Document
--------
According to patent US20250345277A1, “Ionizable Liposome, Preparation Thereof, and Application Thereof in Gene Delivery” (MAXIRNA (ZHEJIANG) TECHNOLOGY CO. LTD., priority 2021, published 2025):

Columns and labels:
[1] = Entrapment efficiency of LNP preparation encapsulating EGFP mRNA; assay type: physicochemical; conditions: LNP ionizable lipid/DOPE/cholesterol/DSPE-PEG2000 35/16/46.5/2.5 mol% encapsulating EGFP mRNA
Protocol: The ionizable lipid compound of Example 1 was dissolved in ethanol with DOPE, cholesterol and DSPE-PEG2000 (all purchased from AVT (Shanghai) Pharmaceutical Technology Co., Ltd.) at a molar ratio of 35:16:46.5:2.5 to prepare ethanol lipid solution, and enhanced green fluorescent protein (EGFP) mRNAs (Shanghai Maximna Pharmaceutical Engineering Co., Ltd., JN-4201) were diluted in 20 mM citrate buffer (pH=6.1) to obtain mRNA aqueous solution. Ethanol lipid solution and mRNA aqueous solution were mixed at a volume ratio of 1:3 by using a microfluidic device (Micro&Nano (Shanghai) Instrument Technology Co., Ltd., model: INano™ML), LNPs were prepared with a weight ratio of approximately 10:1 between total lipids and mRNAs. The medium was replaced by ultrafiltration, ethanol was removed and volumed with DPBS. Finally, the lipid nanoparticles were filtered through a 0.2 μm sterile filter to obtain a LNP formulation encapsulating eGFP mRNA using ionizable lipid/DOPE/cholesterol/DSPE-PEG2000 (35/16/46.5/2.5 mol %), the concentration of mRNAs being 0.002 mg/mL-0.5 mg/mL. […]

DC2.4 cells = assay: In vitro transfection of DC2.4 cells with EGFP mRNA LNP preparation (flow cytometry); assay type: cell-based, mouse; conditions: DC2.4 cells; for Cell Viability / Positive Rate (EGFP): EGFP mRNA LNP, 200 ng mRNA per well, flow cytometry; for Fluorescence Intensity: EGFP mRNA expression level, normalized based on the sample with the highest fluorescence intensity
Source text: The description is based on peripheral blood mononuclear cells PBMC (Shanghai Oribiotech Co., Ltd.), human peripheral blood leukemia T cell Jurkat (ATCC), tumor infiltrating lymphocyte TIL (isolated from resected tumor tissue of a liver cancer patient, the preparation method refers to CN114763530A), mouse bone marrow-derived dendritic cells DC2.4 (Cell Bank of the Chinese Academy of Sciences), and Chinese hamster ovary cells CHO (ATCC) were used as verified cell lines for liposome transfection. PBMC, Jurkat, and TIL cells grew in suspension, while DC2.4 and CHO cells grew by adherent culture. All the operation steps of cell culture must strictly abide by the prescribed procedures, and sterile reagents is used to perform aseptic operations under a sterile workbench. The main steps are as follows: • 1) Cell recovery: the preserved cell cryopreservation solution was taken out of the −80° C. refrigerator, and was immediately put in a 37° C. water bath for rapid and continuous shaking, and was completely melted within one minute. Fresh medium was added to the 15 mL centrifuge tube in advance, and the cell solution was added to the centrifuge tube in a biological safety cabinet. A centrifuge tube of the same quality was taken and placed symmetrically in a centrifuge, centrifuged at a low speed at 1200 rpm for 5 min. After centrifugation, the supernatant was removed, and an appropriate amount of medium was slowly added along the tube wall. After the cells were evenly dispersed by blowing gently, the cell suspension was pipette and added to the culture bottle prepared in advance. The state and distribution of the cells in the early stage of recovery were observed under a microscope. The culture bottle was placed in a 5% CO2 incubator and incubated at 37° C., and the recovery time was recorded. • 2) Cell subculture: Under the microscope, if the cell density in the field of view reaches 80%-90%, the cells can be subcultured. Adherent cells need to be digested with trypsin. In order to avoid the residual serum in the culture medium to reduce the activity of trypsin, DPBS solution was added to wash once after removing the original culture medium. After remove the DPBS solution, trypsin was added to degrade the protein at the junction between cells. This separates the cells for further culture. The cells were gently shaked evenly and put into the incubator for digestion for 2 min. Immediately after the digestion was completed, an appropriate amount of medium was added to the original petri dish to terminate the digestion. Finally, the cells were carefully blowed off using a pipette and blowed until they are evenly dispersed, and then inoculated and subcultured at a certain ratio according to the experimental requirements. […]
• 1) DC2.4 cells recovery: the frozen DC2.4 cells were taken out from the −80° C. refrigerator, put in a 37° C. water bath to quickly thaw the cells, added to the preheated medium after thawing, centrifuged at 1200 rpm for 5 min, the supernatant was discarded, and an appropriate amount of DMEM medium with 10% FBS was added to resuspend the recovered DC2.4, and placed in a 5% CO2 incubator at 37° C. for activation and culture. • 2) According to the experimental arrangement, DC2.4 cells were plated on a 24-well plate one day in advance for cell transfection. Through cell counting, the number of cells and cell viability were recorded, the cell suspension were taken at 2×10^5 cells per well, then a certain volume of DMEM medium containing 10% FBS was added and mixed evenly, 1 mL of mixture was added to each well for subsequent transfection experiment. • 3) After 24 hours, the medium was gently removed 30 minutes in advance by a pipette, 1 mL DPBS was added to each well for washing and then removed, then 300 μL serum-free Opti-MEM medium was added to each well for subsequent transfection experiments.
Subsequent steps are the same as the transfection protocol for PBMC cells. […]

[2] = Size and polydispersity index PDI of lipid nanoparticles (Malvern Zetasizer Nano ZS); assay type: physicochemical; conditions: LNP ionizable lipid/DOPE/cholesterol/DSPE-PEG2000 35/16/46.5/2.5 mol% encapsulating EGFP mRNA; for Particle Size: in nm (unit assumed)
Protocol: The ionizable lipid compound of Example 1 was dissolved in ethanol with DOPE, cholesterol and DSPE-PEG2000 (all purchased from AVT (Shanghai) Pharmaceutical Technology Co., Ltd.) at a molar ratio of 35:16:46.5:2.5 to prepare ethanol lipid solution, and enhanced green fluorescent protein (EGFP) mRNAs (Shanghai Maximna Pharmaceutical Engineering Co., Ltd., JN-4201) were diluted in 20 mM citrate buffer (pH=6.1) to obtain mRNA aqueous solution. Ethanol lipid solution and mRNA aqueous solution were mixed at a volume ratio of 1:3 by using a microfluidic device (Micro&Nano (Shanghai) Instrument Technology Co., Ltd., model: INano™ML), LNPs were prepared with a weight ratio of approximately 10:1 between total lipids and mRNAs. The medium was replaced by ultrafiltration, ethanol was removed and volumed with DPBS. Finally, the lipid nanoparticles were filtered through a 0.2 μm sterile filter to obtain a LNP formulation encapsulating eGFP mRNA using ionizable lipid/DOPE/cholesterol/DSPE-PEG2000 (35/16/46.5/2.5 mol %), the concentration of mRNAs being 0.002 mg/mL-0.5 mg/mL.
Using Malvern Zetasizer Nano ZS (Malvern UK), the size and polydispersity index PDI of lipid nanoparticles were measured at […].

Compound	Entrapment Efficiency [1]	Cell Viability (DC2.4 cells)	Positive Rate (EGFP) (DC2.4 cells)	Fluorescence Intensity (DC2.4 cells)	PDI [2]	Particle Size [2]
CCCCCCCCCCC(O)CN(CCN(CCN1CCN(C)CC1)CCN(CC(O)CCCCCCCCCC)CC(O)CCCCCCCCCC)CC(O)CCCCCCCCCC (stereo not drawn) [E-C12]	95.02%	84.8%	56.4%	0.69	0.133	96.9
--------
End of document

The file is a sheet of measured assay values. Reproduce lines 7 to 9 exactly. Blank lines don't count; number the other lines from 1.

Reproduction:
• 1) DC2.4 cells recovery: the frozen DC2.4 cells were taken out from the −80° C. refrigerator, put in a 37° C. water bath to quickly thaw the cells, added to the preheated medium after thawing, centrifuged at 1200 rpm for 5 min, the supernatant was discarded, and an appropriate amount of DMEM medium with 10% FBS was added to resuspend the recovered DC2.4, and placed in a 5% CO2 incubator at 37° C. for activation and culture. • 2) According to the experimental arrangement, DC2.4 cells were plated on a 24-well plate one day in advance for cell transfection. Through cell counting, the number of cells and cell viability were recorded, the cell suspension were taken at 2×10^5 cells per well, then a certain volume of DMEM medium containing 10% FBS was added and mixed evenly, 1 mL of mixture was added to each well for subsequent transfection experiment. • 3) After 24 hours, the medium was gently removed 30 minutes in advance by a pipette, 1 mL DPBS was added to each well for washing and then removed, then 300 μL serum-free Opti-MEM medium was added to each well for subsequent transfection experiments.
Subsequent steps are the same as the transfection protocol for PBMC cells. […]

[2] = Size and polydispersity index PDI of lipid nanoparticles (Malvern Zetasizer Nano ZS); assay type: physicochemical; conditions: LNP ionizable lipid/DOPE/cholesterol/DSPE-PEG2000 35/16/46.5/2.5 mol% encapsulating EGFP mRNA; for Particle Size: in nm (unit assumed)